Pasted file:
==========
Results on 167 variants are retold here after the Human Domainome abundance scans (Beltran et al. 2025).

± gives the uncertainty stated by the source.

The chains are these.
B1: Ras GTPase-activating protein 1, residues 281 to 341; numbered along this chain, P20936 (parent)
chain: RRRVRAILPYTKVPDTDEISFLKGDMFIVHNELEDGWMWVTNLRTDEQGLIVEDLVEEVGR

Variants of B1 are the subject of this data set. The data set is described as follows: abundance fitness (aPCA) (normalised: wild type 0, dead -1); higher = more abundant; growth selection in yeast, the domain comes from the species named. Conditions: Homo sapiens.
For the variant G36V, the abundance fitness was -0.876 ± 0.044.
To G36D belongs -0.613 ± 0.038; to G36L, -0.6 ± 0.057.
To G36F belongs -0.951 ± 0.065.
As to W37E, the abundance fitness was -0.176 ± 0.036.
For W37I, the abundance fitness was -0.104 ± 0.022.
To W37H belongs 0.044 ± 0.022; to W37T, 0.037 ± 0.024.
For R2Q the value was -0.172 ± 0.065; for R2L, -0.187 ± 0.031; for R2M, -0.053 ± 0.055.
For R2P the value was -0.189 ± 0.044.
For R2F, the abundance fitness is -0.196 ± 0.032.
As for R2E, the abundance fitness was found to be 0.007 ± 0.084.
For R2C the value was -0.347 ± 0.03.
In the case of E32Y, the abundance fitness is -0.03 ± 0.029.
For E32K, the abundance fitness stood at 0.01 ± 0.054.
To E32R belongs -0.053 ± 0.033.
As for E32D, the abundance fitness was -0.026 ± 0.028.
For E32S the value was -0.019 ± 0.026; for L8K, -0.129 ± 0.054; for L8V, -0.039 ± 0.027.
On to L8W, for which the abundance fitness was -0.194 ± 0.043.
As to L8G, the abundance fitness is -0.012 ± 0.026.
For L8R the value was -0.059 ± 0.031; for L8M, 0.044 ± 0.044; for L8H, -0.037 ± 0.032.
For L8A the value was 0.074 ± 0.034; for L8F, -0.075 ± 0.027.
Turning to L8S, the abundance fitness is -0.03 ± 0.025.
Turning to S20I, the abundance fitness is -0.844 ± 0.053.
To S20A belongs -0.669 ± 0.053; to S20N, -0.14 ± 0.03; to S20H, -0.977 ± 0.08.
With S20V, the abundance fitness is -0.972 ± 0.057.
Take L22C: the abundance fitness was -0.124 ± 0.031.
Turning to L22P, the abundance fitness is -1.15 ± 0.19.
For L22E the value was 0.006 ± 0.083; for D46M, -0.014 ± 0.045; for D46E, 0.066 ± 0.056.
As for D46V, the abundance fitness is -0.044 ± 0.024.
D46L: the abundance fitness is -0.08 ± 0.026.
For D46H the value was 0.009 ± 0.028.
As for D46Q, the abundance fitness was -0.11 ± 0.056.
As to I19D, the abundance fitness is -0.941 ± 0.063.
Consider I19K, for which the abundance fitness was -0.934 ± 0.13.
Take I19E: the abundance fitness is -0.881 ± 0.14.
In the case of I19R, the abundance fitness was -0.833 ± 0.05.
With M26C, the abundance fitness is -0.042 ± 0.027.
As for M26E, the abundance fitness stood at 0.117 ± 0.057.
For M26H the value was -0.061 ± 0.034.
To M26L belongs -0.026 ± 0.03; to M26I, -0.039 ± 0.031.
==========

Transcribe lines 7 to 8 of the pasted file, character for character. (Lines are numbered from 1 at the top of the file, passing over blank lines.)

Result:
For the variant G36V, the abundance fitness was -0.876 ± 0.044.
To G36D belongs -0.613 ± 0.038; to G36L, -0.6 ± 0.057.